and Clapham Union, and it was agreed that Wimbledon Common would be a suitable
site to build the new school. Lord Spencer the Lord of the Manor was approached
with a request to dispose of sufficient land for this purpose. However
objections from several influential residents in
Royal Welsh Fusiliers.
This group of Bandsmen were
all from the
At a meeting on July 18th a letter was read from the Vicar of Battersea, offering 55 acres of land at Penge for £3,000, this was accepted, and by September 12th the Poor Law Board agreed the
plans by architect Mr Charles Lee for the erection of a school to accommodate 600 children. Early Board of Management meetings were held in a tavern near Anerley Station, and on 20th November 1850 the school was opened.
It was a curious fact that the Chairman of the Board was not allowed a casting vote as is usually the case in public bodies. At the election of the first Chaplain the voting was equal for the two candidates and the Chairman gave a casting vote for one of them, and to clear up the position enquired of the Poor Law Board if his action was valid. The Secretary Lord Ebrington replied that under their regulations if there was an equal number of votes cast on any question “that question shall be deemed to have been lost”. This necessitated re-advertising the vacancy and at the next meeting a chaplain was elected.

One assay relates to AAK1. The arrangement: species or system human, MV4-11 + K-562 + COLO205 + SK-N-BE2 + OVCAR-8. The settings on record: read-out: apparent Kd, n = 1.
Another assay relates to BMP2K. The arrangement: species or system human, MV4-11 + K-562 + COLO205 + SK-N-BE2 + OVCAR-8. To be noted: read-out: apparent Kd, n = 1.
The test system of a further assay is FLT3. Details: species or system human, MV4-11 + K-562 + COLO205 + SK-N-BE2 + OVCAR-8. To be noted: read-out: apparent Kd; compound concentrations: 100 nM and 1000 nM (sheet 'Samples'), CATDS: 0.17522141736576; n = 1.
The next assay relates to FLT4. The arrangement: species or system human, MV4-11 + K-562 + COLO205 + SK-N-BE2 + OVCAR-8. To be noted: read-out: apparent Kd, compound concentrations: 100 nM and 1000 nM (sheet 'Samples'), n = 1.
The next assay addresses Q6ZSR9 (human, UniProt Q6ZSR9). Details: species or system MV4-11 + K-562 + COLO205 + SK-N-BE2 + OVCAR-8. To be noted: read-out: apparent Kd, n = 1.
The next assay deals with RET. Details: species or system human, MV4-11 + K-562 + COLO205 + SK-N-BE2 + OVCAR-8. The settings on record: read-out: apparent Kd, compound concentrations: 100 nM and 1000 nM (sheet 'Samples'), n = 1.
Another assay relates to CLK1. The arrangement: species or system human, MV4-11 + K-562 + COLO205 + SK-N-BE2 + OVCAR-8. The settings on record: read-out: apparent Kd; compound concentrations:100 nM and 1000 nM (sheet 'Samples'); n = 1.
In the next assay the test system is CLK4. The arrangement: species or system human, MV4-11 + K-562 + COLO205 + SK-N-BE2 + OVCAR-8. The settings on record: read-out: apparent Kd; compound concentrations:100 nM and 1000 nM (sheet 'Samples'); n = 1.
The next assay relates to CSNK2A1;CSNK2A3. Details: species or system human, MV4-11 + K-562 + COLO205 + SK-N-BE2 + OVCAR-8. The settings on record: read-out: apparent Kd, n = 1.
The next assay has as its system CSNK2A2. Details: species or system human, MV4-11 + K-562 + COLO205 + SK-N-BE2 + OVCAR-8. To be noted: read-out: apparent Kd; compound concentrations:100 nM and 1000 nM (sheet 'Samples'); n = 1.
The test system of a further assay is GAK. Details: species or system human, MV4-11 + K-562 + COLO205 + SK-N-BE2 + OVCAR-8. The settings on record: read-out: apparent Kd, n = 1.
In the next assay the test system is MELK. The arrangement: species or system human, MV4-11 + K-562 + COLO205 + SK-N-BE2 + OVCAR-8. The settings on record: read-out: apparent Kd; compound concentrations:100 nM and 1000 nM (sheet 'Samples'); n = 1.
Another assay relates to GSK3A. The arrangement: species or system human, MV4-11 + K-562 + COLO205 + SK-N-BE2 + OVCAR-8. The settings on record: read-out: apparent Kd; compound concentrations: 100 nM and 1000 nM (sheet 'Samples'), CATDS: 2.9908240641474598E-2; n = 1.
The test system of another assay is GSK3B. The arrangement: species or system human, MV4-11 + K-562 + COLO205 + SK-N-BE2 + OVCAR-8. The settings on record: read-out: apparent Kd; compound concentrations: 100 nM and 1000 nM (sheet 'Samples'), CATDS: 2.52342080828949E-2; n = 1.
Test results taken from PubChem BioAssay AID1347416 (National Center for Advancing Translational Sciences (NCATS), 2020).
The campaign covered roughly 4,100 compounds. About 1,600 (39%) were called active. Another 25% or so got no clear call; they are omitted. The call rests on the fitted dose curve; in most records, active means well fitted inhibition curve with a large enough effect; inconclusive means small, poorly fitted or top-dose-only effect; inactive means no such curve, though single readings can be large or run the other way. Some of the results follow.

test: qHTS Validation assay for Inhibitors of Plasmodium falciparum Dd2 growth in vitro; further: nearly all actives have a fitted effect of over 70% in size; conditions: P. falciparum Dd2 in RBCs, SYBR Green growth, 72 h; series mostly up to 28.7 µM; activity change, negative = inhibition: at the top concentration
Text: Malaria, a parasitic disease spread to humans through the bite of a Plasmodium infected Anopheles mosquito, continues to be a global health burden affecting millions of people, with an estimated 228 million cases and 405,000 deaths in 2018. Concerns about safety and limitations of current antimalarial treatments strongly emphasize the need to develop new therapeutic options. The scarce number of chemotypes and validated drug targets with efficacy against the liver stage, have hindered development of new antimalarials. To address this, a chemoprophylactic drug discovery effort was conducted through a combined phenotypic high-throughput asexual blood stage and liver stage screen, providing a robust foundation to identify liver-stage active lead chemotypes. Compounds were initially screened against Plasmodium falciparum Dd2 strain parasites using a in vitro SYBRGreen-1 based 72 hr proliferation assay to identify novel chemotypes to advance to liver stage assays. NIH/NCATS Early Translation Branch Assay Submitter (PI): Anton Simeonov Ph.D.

From the fact that the first children came from workhouses, “trained by degraded parents or professional thieves to look upon the world as a place to exercise the viler instincts of nature”, it can be imagined they were of “a very undesirable type”, and from the records of the times such was the case. The Chaplain in a report to the Inspector of Metropolitan Schools states “Very few of the boys could give an account of the simplest facts of the Bible, only five out of the whole number could read the Irish Third Reader without hesitation, and only ten could do a sum in compound division with two figures in the divisor, and none could write a single sentence from dictation, mis-spelling almost every word of two or more syllables. Of geography, grammar and history the ignorance was universal and entire. The slightest restraint exercised over them was immediately revenged by destruction of property, a trait particularly workhouse. The girls, were, if possible, in a lower condition than the boys. The number of children at this time was 636.